Obviously, there is no net profit from a car, but most businesses do have a net profit. The lender always takes a collateral position of assets of your business. The investor takes some form of ownership (or equity) of the business. The cost to Brittney is the interest plus all necessary legal paperwork to record the transactions and all hidden fees associated with this loan. The lender is in business to make a profit; therefore, it expects to get something back that we'll call the expected rate of return. Hence, we will use cost and expected rate of return interchangeably here.

1. Bank lending is either government-related or commercial bank lending. Government-related loans are SBA 504 loans, 7(a) loans, micro-loans or loans through the recent 2009 Recovery Act. The most popular lenders are commercial banks' credit lines. The borrower pays interest only on the amount actually borrowed. Many business owners use a personal line of credit from their primary residence when they can't get a credit line for business. In some cases, business owners personally guarantee these loans to their business from their bank. Sometimes the bank may take other cash accounts or an insurance policy as collateral as one type of personal guarantee. The expected rate of return ranges from 5.3 percent to 13.3 percent, assuming a 7 percent prime rate.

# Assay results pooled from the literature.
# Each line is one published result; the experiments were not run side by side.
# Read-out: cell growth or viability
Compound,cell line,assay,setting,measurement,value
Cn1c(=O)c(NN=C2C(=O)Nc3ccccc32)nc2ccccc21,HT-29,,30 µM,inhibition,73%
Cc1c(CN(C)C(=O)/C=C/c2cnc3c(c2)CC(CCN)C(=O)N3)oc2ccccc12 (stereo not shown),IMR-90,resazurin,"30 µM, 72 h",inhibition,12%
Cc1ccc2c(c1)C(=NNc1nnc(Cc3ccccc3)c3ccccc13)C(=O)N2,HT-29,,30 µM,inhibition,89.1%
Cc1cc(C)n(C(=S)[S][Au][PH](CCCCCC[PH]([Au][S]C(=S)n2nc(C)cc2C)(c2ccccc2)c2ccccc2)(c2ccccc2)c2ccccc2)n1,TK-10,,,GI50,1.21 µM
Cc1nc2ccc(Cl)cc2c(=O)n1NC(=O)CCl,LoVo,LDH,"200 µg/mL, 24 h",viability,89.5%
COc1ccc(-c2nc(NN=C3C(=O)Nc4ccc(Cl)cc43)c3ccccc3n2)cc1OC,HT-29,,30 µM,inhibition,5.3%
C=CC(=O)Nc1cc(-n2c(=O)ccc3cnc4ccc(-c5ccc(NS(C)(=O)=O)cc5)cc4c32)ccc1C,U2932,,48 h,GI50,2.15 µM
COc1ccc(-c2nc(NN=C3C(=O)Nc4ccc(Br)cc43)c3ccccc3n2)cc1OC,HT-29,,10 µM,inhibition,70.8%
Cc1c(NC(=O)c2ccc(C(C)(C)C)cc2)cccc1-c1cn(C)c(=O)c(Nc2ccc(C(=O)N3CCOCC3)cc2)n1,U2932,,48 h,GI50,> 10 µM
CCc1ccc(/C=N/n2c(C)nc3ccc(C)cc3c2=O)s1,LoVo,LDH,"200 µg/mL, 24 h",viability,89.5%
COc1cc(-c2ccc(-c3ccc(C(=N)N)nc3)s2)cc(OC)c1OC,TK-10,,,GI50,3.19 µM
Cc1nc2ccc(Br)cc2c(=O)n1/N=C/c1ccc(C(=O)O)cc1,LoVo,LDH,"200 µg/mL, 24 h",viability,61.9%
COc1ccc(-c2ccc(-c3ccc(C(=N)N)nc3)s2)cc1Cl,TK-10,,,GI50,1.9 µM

2. Equipment leasing includes bank leasing, captive leasing, specialty leasing or venture leasing. You're using your underlying equipment or asset as collateral to the bank in exchange for a term loan. Things to watch out for here are equipment or assets that depreciate faster than their fair market value. For example, a construction company's brand new loader may cost $30,000. Two years into the term loan, the fair market value might be only $12,000. Even if you don't want the equipment, you'll still owe the bank roughly $18,000 plus interest. Analysis of rent vs. lease should be considered, especially if the equipment or asset might be idled and not produce income for your business. The expected rate of return ranges from 8 percent to 16.5 percent, assuming a 7 percent prime rate.